Thursday, September 9
And to all, a good night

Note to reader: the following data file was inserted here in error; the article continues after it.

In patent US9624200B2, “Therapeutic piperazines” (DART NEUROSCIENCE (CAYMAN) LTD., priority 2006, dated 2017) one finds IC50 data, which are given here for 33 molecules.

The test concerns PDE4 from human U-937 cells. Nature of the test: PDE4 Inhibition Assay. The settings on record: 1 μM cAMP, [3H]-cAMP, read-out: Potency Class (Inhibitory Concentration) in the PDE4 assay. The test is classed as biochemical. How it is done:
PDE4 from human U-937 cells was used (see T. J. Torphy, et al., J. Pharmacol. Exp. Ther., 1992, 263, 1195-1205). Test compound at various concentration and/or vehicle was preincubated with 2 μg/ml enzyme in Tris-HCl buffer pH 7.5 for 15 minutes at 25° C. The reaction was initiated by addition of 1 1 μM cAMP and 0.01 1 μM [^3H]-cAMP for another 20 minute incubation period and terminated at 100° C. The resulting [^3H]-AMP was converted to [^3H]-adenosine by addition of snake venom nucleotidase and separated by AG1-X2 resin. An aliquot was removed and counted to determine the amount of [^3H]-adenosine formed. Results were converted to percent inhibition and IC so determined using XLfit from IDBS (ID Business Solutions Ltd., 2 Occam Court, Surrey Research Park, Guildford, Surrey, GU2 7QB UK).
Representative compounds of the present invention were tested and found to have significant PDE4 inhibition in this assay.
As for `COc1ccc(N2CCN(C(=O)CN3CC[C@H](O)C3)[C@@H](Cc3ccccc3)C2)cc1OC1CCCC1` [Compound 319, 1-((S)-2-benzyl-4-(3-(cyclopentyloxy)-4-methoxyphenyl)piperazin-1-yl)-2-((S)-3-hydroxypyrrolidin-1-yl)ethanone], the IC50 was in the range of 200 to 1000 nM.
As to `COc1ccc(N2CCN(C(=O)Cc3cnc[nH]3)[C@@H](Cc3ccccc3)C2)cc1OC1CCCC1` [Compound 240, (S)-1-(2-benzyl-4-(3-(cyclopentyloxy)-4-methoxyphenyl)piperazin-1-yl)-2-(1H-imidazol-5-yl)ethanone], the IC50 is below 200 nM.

I knew this day would come. All my life, my family and I would drive back to JB to celebrate the Eid (or Raya, in my language) the day before Raya itself. I can still recall our trips back in the days before the North-South PLUS highway. It would take us between 6 and 8 hours to get there from KL. My parents would be up front in our silver Isuzu trooper, with Kasha sprawled across the back seat, and Faiz and I, well, our parents would organize our luggage, the food warmer, a large number of tubs and containers filled with rendang, biscuits, cakes, and other foodstuff, and then lay the pink-and-gray-stripes sofa mattress over the cargo. That was where my brother and I hung out for the duration of the long drive. We would always stop at this particular mamak shop at Yong Peng, and Mama would take the chance to do some pottery shopping (typical). Back then, Raya used to be magical. Partly because we were eligible to collect packets of money whenever we went visiting relatives, or when they came to our grandparents' homes. But most important, we got to meet up with our grandparents, aunts and uncles, and cousins. Yeah, we're bad relatives that way, only meeting up occasionally (at least once a year, though). But life happened. My favorite cousins, the Roslans, moved to Perth in 1989. Then my dad's parents passed away one year apart. Dad's siblings sorta drifted apart (family drama). We made new traditions. Every year, on the first day of Raya, we would go visiting our grandparents' graves. We would always get ourselves lost, but whenever I go there, I can recall their general position, as well as the grave numbers. We'd stay at Mama's parents' house for the whole duration of our stay in JB, and when we could no longer visit relatives in Singapore (more family drama), we'd meet them at my grandparents' house. With the completion of the highway, our drive became significantly shorter. It usually takes us just over 3 hours to get there, but since I started driving, I would aim for a shorter time. I once drove there just over 2 1/2 hours. I always get sleepy midway, and have to stop at an R&R whenever I notice the car veering off sideways, but whenever Mama asks if I am tired or sleepy, I'd just wave it off and tell her I need to pee. Inside the gents, I'd splash water on my face, and give my cheeks a good slap to wake myself up. Our little secret, hear? In 1999 I went off to Kulim, Kedah, for my 1-year pre-university course. The environment during the last days before Raya was amazing. We would exchange cards -- well, truth be told, the girls were the ones giving out Raya cards. I'm not so good at returning in kind. I made an early trip to Bukit Mertajam (1 hour bus ride) to secure tickets for myself, Reza, and Izwan (my 2 best buddies). They insisted I was overdoing it, but when the actual day came, quite a number of our coursemates ended up stranded at the bus station because they couldn't get any tickets. Hah! It was just as fun when I was in Kubang Kerian, Kelantan, during my 5 years in Medical school. The only difference is, I had to buy A LOT of serunding (beef and fish floss) for Mama to distribute among family members. I had 1 whole big suitcase for the serunding alone. I kid you not. And since I would always carry my heavy CPU along (didn't have a laptop; I like to upgrade my computer system, so laptops didn't give me much freedom in that department), I would have luggage almost impossible for me to carry alone. Somehow I managed. Looked like a turtle doing it, but I managed all the same. For the whole five years, I made the 8-hour bus trip with close friends of mine, Zay, Zila, Sina and Ayue (also known as the KLites). However, the Raya environment itself had lost some of its magic. Maybe because I was growing out of it. Maybe because I no longer received money packets. Maybe because my cousins were growing up as well, and had their own friends they'd rather hang out with. Still, we maintained our family tradition, with improvisation. When we reach JB, we don't go home straight, but we would do some last-minute shopping. On our way to our grandparents' house, we'd stop by this awesome stall to buy ikan bakar (smoked fish) and the famous JB-ABC (they use cocoa instead of the funky-colored syrups used elsewhere). In 2007, my grandma passed away. It's a shame you didn't get to know her. She was one supremely lovable lady. Most of my fondest memories going back to JB revolve around her. Naturally, Raya that year was bleak. Mama and Mak Su kept on weeping whenever they recalled the things Tok Mak would do during Raya. After that, Raya was never the same. There's always something missing. Kasha got married the same year. The following Raya, she celebrated the first days of Raya at her husband's parent's in Pekan, Pahang. Ayis and Kasha gave us a surprise, though. They arrived at my grandparent's doorstep on the third day of Raya. They wanted Tok Bak to meet the latest addition to our family, Arwen. Suffice to say Mama went watery-eyed. Now, back to my opening statement. I always managed to celebrate Raya with my family in JB. Not this year, though. I started my General Surgery rotation in July, and when I found out all the Medical Officers in the department are Muslims, I immediately offered myself to be on-call on the first day of Raya (which is tomorrow). The major reason is that I don't want to rush back to KL to get to work and be on-call the third day of Raya or something. So now I'll be on leave for one whole week. Word. Since Raya has lost its magic for me, I thought it'll just be another weekend call. Oh, boy, I thought wrong. I let Faiz drive my car back to JB, and I'm using Ayis's Satria to work (manual transmission -- lucky I still remember how to drive it!). Kasha, Ayis and Arwen have gone off to Pekan earlier this morning, so I didn't get to send them off. Most of the Medical Officers in my department took the latter half of the day off, but I stayed (until 4pm, at least) because I had to cover my ward. Fair enough, since I'll be on leave next week. I thought about breaking my fast at the Curve, but ended up buying Burger King on my way back, and popped on a movie while I waited for Maghrib (19:20). For the first time, I heard the Raya prayer-recital from the mosque near my house. Well, every year I hear the same recital during Aidil Adha (another Eid, but not as grand as this one -- in my part of the country, that is). But it doesn't feel the same, that recital. Hearing the recital, it all came to me in a rush. I miss celebrating Raya, one of the supposed constants in my life. I miss being with my family while ushering the Raya in. I'm taking the 10:30 bus to JB on Saturday, but I've already missed the greatest joy of all: the night before Raya. The magic has never disappeared; I'm the one who tuned it out. @23:45 Took a break; ended up waiting in queue for 1 1/2 hours to buy lemang Pak Ali (glutinous rice cooked with coconut milk, within big bamboo trunks). Promised my nurses working tomorrow I will bring the lemang, while they bring other Raya-related foodstuff. I always treat my workmates as an extended family, so I hope tomorrow I won't feel so bad missing out on my own family gathering. So, for the first time ever, I'll be spending the first day of Raya alone-ish. I asked for it, so I'm not complaining. Just didn't think I would feel so hollow inside. At any rate, for those of you celebrating Raya, Selamat Hari Raya Aidilfitri. I hope you'll forgive all my previous transgressions. I hope you're having a fine time with your family, be them your own, your in-laws, or your fellow colleagues. As for the rest, I bid you all a good night. May your dreams be pleasant, and may tomorrow be sweet. Peace be to all.